This finding has important policy implications. It shows that physical capital accumulation (i.e. growth of the capital-human capital ratio) is the key to reducing poverty and facilitating technological progress. As physical capital becomes sufficiently abundant relative to human capital, individuals have a stronger preference to invest in human capital, which triggers technological progress that benefits people in all working groups. This shows that policies that enhance physical capital accumulation can increase individuals’ incentive to invest in human capital. At the same time, good institutions are needed to guarantee that each individual will see increases in their capital stock. In combination with infrastructure development, this is essential to reducing poverty and inequality in contemporary developing and underdeveloped countries.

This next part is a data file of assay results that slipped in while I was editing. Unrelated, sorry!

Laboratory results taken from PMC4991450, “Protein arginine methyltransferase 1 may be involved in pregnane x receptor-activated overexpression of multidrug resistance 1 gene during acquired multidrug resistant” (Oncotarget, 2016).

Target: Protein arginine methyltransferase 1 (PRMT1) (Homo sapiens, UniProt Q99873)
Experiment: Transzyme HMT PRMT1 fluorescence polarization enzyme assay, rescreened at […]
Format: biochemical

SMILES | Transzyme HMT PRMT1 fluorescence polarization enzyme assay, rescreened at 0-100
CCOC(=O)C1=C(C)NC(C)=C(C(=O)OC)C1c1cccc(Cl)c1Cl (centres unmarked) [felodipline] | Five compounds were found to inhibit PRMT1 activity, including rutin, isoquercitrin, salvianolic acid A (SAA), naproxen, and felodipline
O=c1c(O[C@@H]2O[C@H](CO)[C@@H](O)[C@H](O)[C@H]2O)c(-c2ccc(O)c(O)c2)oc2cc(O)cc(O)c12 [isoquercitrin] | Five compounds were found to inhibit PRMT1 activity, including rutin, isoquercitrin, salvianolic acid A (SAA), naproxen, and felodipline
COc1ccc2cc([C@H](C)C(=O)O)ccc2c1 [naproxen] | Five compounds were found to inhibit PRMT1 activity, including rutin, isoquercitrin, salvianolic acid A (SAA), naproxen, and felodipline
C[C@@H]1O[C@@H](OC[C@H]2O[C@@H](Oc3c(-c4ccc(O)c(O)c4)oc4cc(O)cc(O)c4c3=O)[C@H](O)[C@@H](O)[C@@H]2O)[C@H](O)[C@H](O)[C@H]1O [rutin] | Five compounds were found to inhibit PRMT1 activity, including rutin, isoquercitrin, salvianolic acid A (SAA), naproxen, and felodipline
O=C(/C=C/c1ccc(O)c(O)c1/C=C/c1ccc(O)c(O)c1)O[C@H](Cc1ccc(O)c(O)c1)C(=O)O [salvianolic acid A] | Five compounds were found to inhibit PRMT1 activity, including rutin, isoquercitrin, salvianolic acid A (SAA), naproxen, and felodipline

Acemoglu, D (2002), “Directed technical change”, The Review of Economic Studies 69(4): 781-809.

Allen, R (2001), “The Great Divergence in European Wages and Prices from the Middle Ages to the First World War”, Explorations in Economic History 38(4): 411-447.

Galor, O and D Weil (2000), “Population, Technology and Growth: from Malthusian Stagnation to the Demographic Transition and Beyond”, American Economic Review 90(4): 806-828

Galor, O, and M Omer (2004), “From Physical to Human Capital Accumulation: Inequality and the Process of Development”, The Review of Economic Studies 71: 1001-1026

Luo, R (2017), “Skill Premium and Technological Change in the very Long Run: 1300-1914”, Discussion Papers in Economics 17/09, University of Leicester.

van Zanden, J L (2009), “The Skill Premium and the Great Divergence”, European Review of Economic History 13: 121-153.